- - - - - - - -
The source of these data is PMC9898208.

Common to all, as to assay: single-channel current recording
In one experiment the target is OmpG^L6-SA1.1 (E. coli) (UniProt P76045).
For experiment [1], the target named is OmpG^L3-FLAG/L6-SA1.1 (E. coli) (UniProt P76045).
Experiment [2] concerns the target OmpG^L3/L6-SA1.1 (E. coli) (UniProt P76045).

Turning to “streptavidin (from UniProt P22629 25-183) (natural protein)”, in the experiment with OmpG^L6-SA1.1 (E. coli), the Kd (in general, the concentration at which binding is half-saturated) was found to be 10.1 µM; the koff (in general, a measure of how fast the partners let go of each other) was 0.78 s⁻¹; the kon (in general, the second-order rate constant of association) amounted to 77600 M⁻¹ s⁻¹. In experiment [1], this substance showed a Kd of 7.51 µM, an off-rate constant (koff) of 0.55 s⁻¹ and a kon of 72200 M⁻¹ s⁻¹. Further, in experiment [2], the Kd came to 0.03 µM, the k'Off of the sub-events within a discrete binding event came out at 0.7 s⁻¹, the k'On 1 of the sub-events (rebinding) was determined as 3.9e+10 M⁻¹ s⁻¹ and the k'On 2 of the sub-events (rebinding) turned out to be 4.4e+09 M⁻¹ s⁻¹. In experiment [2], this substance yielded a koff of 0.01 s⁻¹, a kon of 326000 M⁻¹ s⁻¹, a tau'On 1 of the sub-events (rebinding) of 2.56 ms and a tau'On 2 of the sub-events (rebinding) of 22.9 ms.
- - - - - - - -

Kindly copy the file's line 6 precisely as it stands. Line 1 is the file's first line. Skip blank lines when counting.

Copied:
Turning to “streptavidin (from UniProt P22629 25-183) (natural protein)”, in the experiment with OmpG^L6-SA1.1 (E. coli), the Kd (in general, the concentration at which binding is half-saturated) was found to be 10.1 µM; the koff (in general, a measure of how fast the partners let go of each other) was 0.78 s⁻¹; the kon (in general, the second-order rate constant of association) amounted to 77600 M⁻¹ s⁻¹. In experiment [1], this substance showed a Kd of 7.51 µM, an off-rate constant (koff) of 0.55 s⁻¹ and a kon of 72200 M⁻¹ s⁻¹. Further, in experiment [2], the Kd came to 0.03 µM, the k'Off of the sub-events within a discrete binding event came out at 0.7 s⁻¹, the k'On 1 of the sub-events (rebinding) was determined as 3.9e+10 M⁻¹ s⁻¹ and the k'On 2 of the sub-events (rebinding) turned out to be 4.4e+09 M⁻¹ s⁻¹. In experiment [2], this substance yielded a koff of 0.01 s⁻¹, a kon of 326000 M⁻¹ s⁻¹, a tau'On 1 of the sub-events (rebinding) of 2.56 ms and a tau'On 2 of the sub-events (rebinding) of 22.9 ms.